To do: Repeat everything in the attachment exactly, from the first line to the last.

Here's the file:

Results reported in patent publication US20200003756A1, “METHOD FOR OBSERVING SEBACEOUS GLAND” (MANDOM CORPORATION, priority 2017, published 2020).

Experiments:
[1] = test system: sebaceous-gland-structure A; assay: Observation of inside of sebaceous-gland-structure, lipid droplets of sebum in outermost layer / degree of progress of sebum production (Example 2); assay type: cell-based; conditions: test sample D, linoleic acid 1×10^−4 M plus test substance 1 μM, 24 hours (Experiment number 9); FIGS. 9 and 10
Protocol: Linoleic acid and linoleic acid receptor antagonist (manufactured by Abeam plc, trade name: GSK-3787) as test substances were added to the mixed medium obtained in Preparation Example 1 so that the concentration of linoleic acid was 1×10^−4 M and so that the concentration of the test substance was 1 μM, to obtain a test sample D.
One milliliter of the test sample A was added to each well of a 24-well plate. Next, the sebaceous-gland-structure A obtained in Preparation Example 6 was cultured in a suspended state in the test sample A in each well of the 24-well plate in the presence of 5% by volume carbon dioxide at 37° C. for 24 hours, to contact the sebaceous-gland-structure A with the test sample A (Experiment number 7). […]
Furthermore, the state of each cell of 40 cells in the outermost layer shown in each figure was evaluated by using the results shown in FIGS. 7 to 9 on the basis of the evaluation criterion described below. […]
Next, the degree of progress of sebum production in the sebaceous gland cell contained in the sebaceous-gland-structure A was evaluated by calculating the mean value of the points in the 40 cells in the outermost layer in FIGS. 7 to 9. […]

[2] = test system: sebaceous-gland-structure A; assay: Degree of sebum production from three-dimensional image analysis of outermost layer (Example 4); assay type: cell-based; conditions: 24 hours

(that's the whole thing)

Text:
Results reported in patent publication US20200003756A1, “METHOD FOR OBSERVING SEBACEOUS GLAND” (MANDOM CORPORATION, priority 2017, published 2020).

Experiments:
[1] = test system: sebaceous-gland-structure A; assay: Observation of inside of sebaceous-gland-structure, lipid droplets of sebum in outermost layer / degree of progress of sebum production (Example 2); assay type: cell-based; conditions: test sample D, linoleic acid 1×10^−4 M plus test substance 1 μM, 24 hours (Experiment number 9); FIGS. 9 and 10
Protocol: Linoleic acid and linoleic acid receptor antagonist (manufactured by Abeam plc, trade name: GSK-3787) as test substances were added to the mixed medium obtained in Preparation Example 1 so that the concentration of linoleic acid was 1×10^−4 M and so that the concentration of the test substance was 1 μM, to obtain a test sample D.
One milliliter of the test sample A was added to each well of a 24-well plate. Next, the sebaceous-gland-structure A obtained in Preparation Example 6 was cultured in a suspended state in the test sample A in each well of the 24-well plate in the presence of 5% by volume carbon dioxide at 37° C. for 24 hours, to contact the sebaceous-gland-structure A with the test sample A (Experiment number 7). […]
Furthermore, the state of each cell of 40 cells in the outermost layer shown in each figure was evaluated by using the results shown in FIGS. 7 to 9 on the basis of the evaluation criterion described below. […]
Next, the degree of progress of sebum production in the sebaceous gland cell contained in the sebaceous-gland-structure A was evaluated by calculating the mean value of the points in the 40 cells in the outermost layer in FIGS. 7 to 9. […]

[2] = test system: sebaceous-gland-structure A; assay: Degree of sebum production from three-dimensional image analysis of outermost layer (Example 4); assay type: cell-based; conditions: 24 hours